“When my family of three costs me and my employer $900 a month for a low plan of coverage, it’s easy to see why we cannot stay competitive with other nations,” he said.

Readers also took aim at the automotive unions, asking why car companies must continue to pay workers large salaries for screwing on lug nuts, plus pensions and medical benefits.

“I grew up in a union family and believe that unions have their place, but I also believe unions are killing GM and Ford and have already killed Chrysler,” said Carl Cucuzza of Dacula, Ga. “Asian and European companies are profitably building cars in the United States, but they are doing it in non-union, highly automated, top quality plants. Until the unions realize this and make significant and lasting concessions, GM and Ford are doomed to operating at a cost disadvantage, reducing both profitability and the opportunity to pour more funds into development of the next generation of vehicles and manufacturing processes.”

Some, like Charles Adams of Vienna, Va., said they still think American automobile manufactures are in a position to create the future of the automobile industry.

“They should be on the forefront of such innovations as alternative fuel vehicles, such as hydrogen fuel cells, by creating a cooperative effort with the oil companies to transform the infrastructure of the country’s roadways to support fuel cell refilling stations at gas stations,” he said. “In other words, take the initiative to implement technologies we know we need before we loose the edge to the Toyotas of the world. Prove to the world ‘made in America’ still means the best you can get and not compromised for the bottom line.”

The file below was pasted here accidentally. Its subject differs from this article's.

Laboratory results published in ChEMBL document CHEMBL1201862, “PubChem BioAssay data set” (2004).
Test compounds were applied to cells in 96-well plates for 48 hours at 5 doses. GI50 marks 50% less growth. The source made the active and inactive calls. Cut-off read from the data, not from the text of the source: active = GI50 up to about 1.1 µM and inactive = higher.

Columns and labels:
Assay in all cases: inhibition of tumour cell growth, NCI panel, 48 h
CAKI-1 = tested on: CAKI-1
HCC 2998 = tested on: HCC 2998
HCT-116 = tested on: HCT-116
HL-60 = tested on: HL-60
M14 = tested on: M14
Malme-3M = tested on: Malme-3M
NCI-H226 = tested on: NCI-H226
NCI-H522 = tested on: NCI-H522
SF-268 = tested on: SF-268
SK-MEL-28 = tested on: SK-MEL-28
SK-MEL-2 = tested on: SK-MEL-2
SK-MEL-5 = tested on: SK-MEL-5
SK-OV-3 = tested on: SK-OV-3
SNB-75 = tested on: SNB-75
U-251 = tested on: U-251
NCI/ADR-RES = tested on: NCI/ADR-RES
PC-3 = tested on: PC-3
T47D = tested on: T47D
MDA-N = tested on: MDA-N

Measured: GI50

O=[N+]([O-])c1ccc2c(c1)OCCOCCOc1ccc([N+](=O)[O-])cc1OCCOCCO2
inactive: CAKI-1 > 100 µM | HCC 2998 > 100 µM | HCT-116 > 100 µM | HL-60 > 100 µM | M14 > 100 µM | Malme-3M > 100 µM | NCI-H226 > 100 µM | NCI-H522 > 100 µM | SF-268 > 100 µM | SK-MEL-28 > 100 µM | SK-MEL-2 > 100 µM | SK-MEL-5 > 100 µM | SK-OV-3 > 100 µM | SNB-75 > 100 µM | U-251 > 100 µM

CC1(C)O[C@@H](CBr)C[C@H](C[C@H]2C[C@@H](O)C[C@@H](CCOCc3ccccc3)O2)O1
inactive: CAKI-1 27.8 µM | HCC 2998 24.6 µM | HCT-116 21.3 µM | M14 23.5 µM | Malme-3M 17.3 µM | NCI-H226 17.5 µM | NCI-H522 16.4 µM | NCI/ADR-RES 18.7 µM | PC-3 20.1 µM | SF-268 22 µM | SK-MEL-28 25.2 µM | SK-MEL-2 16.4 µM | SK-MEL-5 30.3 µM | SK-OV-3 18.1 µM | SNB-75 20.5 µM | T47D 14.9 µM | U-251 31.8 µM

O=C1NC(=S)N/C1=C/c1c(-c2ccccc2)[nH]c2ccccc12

But the final word goes to George Martin, of Columbia, S.C., who offers some sage advice to executives at Ford and GM: “Looks to me like they should send somebody out to the Detroit Toyota dealership, buy a car and bring it back to the office. Both companies should take the car apart, study it carefully and endeavor to build a Ford or GM car that is somewhere near as reliable, dependable and reflects the car’s quality and craftsmanship. If they’d do that, I’d trade my new Camry in the next day,” he said.

Note: Some reader comments edited for length and clarity.

Video: Catching Toyota